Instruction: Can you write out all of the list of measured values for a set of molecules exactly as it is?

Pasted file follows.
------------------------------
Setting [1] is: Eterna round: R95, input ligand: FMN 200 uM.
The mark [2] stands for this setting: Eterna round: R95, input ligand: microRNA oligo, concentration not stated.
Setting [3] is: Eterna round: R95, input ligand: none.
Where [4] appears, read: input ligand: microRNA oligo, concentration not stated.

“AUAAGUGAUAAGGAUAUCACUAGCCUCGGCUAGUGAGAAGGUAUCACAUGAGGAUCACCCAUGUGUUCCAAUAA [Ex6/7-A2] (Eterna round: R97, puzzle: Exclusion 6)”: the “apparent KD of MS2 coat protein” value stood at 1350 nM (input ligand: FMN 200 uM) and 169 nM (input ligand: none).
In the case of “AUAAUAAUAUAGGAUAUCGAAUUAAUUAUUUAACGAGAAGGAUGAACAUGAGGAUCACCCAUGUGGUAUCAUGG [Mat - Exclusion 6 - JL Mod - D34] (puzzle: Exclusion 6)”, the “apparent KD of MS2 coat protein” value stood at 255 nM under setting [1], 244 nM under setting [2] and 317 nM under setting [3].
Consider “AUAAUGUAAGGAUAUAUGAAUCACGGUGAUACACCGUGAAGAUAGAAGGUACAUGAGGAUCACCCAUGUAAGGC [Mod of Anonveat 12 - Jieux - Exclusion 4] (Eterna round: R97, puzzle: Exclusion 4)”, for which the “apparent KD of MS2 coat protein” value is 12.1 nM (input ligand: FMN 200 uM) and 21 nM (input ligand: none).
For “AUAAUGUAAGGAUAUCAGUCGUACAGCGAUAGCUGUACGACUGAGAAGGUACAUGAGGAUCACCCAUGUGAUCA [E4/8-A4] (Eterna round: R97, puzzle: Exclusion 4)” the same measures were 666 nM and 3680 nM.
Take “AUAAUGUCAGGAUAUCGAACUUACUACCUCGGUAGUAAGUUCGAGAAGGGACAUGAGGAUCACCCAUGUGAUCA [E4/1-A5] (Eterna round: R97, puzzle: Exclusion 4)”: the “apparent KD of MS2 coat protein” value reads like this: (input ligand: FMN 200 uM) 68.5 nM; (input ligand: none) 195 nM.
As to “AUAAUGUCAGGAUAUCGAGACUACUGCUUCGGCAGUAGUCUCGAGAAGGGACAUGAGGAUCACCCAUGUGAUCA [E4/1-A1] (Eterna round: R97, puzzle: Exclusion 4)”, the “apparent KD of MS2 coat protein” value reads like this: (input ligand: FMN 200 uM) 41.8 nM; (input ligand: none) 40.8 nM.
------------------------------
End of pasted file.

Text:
Setting [1] is: Eterna round: R95, input ligand: FMN 200 uM.
The mark [2] stands for this setting: Eterna round: R95, input ligand: microRNA oligo, concentration not stated.
Setting [3] is: Eterna round: R95, input ligand: none.
Where [4] appears, read: input ligand: microRNA oligo, concentration not stated.

“AUAAGUGAUAAGGAUAUCACUAGCCUCGGCUAGUGAGAAGGUAUCACAUGAGGAUCACCCAUGUGUUCCAAUAA [Ex6/7-A2] (Eterna round: R97, puzzle: Exclusion 6)”: the “apparent KD of MS2 coat protein” value stood at 1350 nM (input ligand: FMN 200 uM) and 169 nM (input ligand: none).
In the case of “AUAAUAAUAUAGGAUAUCGAAUUAAUUAUUUAACGAGAAGGAUGAACAUGAGGAUCACCCAUGUGGUAUCAUGG [Mat - Exclusion 6 - JL Mod - D34] (puzzle: Exclusion 6)”, the “apparent KD of MS2 coat protein” value stood at 255 nM under setting [1], 244 nM under setting [2] and 317 nM under setting [3].
Consider “AUAAUGUAAGGAUAUAUGAAUCACGGUGAUACACCGUGAAGAUAGAAGGUACAUGAGGAUCACCCAUGUAAGGC [Mod of Anonveat 12 - Jieux - Exclusion 4] (Eterna round: R97, puzzle: Exclusion 4)”, for which the “apparent KD of MS2 coat protein” value is 12.1 nM (input ligand: FMN 200 uM) and 21 nM (input ligand: none).
For “AUAAUGUAAGGAUAUCAGUCGUACAGCGAUAGCUGUACGACUGAGAAGGUACAUGAGGAUCACCCAUGUGAUCA [E4/8-A4] (Eterna round: R97, puzzle: Exclusion 4)” the same measures were 666 nM and 3680 nM.
Take “AUAAUGUCAGGAUAUCGAACUUACUACCUCGGUAGUAAGUUCGAGAAGGGACAUGAGGAUCACCCAUGUGAUCA [E4/1-A5] (Eterna round: R97, puzzle: Exclusion 4)”: the “apparent KD of MS2 coat protein” value reads like this: (input ligand: FMN 200 uM) 68.5 nM; (input ligand: none) 195 nM.
As to “AUAAUGUCAGGAUAUCGAGACUACUGCUUCGGCAGUAGUCUCGAGAAGGGACAUGAGGAUCACCCAUGUGAUCA [E4/1-A1] (Eterna round: R97, puzzle: Exclusion 4)”, the “apparent KD of MS2 coat protein” value reads like this: (input ligand: FMN 200 uM) 41.8 nM; (input ligand: none) 40.8 nM.